• Improves wage and benefit conditions for American workers, by increasing enforcement of the laws that ensure workers receive the wages and overtime pay they earned, as well as the right to take job-protected leave for family and medical purposes, and by supporting State paid leave programs.


  • Calls on the Congress to extend unemployment insurance for the 1.7 million Americans looking for work who have had their assistance cut off, reviving a vital economic lifeline and boosting job creation and economic growth.


  • Supports the Administration’s Promise Zone initiative, which is creating partnerships between the Federal Government, local communities, and businesses to create jobs, promote economic security, expand educational opportunities, increase access to quality, affordable housing, and improve public safety. With the additional resources provided in the Opportunity, Growth, and Security Initiative, supports 35 new Promise Neighborhoods and up to 10 new Choice Neighborhoods.


  • Includes resources needed to end veterans’ homelessness in 2015 and end chronic homelessness in 2016, keeping us on track to meet the President’s goal of ending homelessness across the country.


  • Expands the Earned Income Tax Credit (EITC) for childless workers, doubling the maximum credit to $1,000.
    • Makes the credit available to young adult workers age 21-24, to provide added support and reward for work during the crucial years at the beginning of a young person’s career, and to older workers up to the Social Security full retirement age.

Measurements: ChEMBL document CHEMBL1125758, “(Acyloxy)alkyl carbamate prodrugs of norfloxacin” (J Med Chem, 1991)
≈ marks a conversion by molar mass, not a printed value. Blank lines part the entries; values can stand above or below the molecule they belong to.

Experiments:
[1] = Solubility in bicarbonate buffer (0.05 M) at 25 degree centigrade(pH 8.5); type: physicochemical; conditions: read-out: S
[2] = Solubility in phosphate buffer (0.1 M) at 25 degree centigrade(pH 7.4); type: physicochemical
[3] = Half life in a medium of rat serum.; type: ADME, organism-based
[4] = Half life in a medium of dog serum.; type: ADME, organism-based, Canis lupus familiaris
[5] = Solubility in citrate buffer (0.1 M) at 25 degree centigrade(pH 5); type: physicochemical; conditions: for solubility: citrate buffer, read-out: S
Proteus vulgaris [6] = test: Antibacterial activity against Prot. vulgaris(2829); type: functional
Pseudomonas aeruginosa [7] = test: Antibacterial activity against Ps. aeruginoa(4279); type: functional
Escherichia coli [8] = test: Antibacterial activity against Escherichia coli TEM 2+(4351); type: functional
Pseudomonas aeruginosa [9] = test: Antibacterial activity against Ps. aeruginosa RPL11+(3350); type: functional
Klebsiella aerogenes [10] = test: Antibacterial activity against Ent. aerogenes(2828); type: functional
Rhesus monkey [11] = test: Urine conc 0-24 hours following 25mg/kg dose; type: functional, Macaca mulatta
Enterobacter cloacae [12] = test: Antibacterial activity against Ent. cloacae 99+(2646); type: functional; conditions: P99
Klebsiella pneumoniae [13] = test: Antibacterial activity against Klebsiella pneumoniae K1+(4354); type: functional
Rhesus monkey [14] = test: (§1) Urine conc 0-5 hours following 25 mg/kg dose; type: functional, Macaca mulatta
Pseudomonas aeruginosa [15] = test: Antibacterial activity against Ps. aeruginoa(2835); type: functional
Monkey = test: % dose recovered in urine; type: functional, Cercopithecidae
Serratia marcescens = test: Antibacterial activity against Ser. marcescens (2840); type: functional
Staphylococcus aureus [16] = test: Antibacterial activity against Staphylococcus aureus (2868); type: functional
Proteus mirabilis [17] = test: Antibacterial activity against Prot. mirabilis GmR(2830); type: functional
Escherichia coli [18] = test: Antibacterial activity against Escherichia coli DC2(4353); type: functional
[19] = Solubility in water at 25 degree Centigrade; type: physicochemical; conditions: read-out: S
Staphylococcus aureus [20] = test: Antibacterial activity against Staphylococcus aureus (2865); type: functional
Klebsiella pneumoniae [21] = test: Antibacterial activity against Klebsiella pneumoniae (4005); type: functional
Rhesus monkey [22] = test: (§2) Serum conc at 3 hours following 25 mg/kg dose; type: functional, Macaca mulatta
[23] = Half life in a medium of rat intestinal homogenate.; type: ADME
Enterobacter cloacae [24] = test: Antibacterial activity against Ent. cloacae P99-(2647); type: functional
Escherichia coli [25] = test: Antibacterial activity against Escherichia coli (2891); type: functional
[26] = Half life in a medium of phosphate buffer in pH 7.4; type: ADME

• Pays for the EITC expansion by closing high-income tax loopholes.
  • Helps workers with disabilities remain in the workforce, providing new resources for the Social Security Administration, in partnership with other Federal agencies, to test innovative strategies.


  • Improves retirement security by supporting the President’s proposal to create a new simple, safe and affordable “starter” retirement savings account called MyRA.  Also proposes to establish automatic enrollment in IRAs (or “auto-IRAs”) for employees without access to a workplace savings plan.  Maintains the President’s strong commitment to preserve Social Security for future generations.


  • Supports implementation of the Affordable Care Act, ensuring that every American can access high-quality, affordable coverage, providing health insurance to millions of Americans who would otherwise be uninsured, while driving down health care cost growth and reducing the deficit.


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Ensuring Our Nation’s Safety and Security

Economic growth and opportunity can only be achieved if America is safe and secure.  The Budget supports efforts to promote the country’s security and well-being both at home and abroad.